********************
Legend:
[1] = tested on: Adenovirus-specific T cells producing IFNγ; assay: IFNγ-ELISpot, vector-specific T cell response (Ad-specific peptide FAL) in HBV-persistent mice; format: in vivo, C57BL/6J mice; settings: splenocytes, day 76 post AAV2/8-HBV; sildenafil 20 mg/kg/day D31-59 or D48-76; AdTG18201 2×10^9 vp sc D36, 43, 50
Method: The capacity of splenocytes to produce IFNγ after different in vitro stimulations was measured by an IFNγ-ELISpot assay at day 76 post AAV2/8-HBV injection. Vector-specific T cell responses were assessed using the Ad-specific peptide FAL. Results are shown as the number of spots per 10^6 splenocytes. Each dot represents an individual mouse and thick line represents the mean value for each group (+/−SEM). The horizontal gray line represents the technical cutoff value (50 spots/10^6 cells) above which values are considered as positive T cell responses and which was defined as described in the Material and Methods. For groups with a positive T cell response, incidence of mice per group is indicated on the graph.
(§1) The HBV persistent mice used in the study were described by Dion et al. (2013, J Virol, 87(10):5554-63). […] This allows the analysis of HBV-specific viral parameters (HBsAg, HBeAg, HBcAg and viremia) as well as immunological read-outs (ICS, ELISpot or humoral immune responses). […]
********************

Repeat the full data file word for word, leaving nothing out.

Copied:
Legend:
[1] = tested on: Adenovirus-specific T cells producing IFNγ; assay: IFNγ-ELISpot, vector-specific T cell response (Ad-specific peptide FAL) in HBV-persistent mice; format: in vivo, C57BL/6J mice; settings: splenocytes, day 76 post AAV2/8-HBV; sildenafil 20 mg/kg/day D31-59 or D48-76; AdTG18201 2×10^9 vp sc D36, 43, 50
Method: The capacity of splenocytes to produce IFNγ after different in vitro stimulations was measured by an IFNγ-ELISpot assay at day 76 post AAV2/8-HBV injection. Vector-specific T cell responses were assessed using the Ad-specific peptide FAL. Results are shown as the number of spots per 10^6 splenocytes. Each dot represents an individual mouse and thick line represents the mean value for each group (+/−SEM). The horizontal gray line represents the technical cutoff value (50 spots/10^6 cells) above which values are considered as positive T cell responses and which was defined as described in the Material and Methods. For groups with a positive T cell response, incidence of mice per group is indicated on the graph.
(§1) The HBV persistent mice used in the study were described by Dion et al. (2013, J Virol, 87(10):5554-63). […] This allows the analysis of HBV-specific viral parameters (HBsAg, HBeAg, HBcAg and viremia) as well as immunological read-outs (ICS, ELISpot or humoral immune responses). […]